21 December 2005

Patristic Quote for the Day

Well, okay, not quite, but it's a goodie from G. K. Chesterton:

You cannot chip away the statue of a mother from all around that of a new-born child.
You cannot suspend the new-born child in mid-air; indeed, you cannot really have a statue of a new-born child at all.
Similarly, you cannot suspend the idea of a new-born child in the void or think of him without thinking of his mother.
You cannot visit the child without visiting the mother; you cannot in common human life approach the child except through the mother.
If we are to think of Christ in this aspect at all, the other idea follows as it followed in history.
We must either leave Christ out of Christmas or Christmas out of Christ, or we must admit, if only as we admit it in the old picture, that those holy heads are too near together for the haloes not to mingle and cross.
- The Everlasting Man (cited in *For All the Saints*, vol. 1, page 111 - published by the American Lutheran Publicity Bureau)


nan said...

Thank you for the reminder that, yes, Christmas is all about the Incarnation of Christ, but within that is the message of New Creation. What God did for Mary prefigures what He would do for us.
Yes, she is unique, but by to deny that God could redeem and make her Holy, we shoot ourselves in the foot---for is not that what we desire Him to do for us? Mary was more than just a container that God borrowed for nine months to carry his Son. She is a sign of Christ's being truly God and truly Man, that His birth was a Divine initiative-God breaking into history, and a sign of the New Covenant, the New Creation. As Christ is seen as the New Adam, Mary is the New Eve.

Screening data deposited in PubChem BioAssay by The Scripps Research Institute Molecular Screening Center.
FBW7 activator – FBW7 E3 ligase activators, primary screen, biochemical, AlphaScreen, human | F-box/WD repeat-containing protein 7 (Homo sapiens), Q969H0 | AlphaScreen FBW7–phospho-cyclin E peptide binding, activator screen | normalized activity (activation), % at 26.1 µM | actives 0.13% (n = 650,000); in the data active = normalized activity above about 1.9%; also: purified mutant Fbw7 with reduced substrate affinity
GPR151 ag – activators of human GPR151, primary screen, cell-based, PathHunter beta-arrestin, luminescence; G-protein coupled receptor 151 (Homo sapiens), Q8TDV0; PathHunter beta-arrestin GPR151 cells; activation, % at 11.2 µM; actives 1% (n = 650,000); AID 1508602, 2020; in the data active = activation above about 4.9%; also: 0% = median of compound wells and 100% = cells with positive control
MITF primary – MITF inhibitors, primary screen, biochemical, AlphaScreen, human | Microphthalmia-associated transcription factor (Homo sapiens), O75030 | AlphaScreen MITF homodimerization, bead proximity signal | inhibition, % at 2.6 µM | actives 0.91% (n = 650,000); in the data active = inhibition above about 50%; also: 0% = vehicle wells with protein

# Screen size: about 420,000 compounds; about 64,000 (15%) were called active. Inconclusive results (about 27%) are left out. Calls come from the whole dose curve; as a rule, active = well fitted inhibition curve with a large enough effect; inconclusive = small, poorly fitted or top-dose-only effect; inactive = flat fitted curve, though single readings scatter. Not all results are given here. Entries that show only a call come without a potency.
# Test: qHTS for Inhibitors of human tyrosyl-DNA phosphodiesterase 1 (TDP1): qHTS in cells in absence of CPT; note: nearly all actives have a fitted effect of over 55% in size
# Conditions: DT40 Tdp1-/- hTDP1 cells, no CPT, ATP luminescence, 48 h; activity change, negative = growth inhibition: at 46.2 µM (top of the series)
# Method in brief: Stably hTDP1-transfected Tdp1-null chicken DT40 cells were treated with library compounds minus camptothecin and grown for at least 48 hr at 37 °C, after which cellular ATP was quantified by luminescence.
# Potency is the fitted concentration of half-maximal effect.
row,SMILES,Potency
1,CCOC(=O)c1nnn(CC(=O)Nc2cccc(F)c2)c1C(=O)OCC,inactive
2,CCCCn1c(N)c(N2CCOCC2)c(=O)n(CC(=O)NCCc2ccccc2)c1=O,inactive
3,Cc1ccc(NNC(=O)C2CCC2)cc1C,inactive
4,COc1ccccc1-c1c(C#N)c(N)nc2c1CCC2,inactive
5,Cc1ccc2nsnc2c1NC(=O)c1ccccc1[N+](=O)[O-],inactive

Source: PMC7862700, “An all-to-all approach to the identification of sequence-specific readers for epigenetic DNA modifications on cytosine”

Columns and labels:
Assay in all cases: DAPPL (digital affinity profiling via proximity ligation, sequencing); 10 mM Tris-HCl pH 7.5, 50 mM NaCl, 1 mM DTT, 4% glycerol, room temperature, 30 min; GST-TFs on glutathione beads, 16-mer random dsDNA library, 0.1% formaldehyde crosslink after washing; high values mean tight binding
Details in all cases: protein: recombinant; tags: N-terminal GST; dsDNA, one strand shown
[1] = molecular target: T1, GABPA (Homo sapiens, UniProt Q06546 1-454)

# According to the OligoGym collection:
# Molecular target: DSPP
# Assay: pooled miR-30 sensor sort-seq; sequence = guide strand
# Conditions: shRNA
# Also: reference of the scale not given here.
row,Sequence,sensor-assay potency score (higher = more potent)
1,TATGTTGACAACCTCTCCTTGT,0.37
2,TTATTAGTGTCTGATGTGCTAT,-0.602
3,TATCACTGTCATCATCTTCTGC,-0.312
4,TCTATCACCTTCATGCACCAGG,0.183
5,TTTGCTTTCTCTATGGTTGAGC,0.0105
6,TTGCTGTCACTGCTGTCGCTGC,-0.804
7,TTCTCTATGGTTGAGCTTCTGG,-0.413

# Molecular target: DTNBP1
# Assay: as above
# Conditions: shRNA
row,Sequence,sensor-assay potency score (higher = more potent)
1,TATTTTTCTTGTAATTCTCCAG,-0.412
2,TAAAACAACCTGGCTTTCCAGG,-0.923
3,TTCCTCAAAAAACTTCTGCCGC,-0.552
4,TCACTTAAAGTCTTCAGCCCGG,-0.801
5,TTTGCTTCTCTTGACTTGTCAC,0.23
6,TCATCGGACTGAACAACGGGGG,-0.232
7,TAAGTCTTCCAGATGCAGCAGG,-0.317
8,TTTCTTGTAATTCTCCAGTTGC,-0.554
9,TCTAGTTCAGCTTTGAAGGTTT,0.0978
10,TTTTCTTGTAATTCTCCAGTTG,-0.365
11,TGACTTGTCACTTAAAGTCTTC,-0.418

I was pleased to learn at last Sunday's bible study, that our Pastor, a former priest of the Roman Catholic Church, who has no love lost for much of their tradition/theology, and usually in agreement with the way ELCA is moving, still holds onto the importance of Mary in the Incarnation Narrative-Even to the importance of the Virgin Birth, a sign to Israel, and to all the world, that
the Bride, the Church, in contrast to the unfaithful Israel, through Grace would now be made Holy and set apart for all time and eternity.

An interesting discussion on Mary's perpetual virginity, scoffed at by most Lutherans Protestants, ensued.
Again, the point was not how can she be a virgin after giving birth, and what about Christ's brother's, Mary's other children, etc., but again, Mary's perpetual virginity (spiritual virginity?) is a sign of enduring Holiness and Sanctity of the Bride of Christ, keeping herself pure until the Marriage feast.
You may think some of this is over the top for a Lutheran, but we need to look beyond the sweeping condemnation of Marion Theology, and seek, instead, to find out what this all has to say about The Gospel, Redemption, and our preparation for the Second Advent.
Would be interested on your take on things.

William Weedon said...

Hi, Nan!

I believe that Mary was ever-Virgin and that anyone who takes the Lutheran Confessions seriously is bound to teach so. They express this in Formula of Concord, Solid Declaration VIII:24.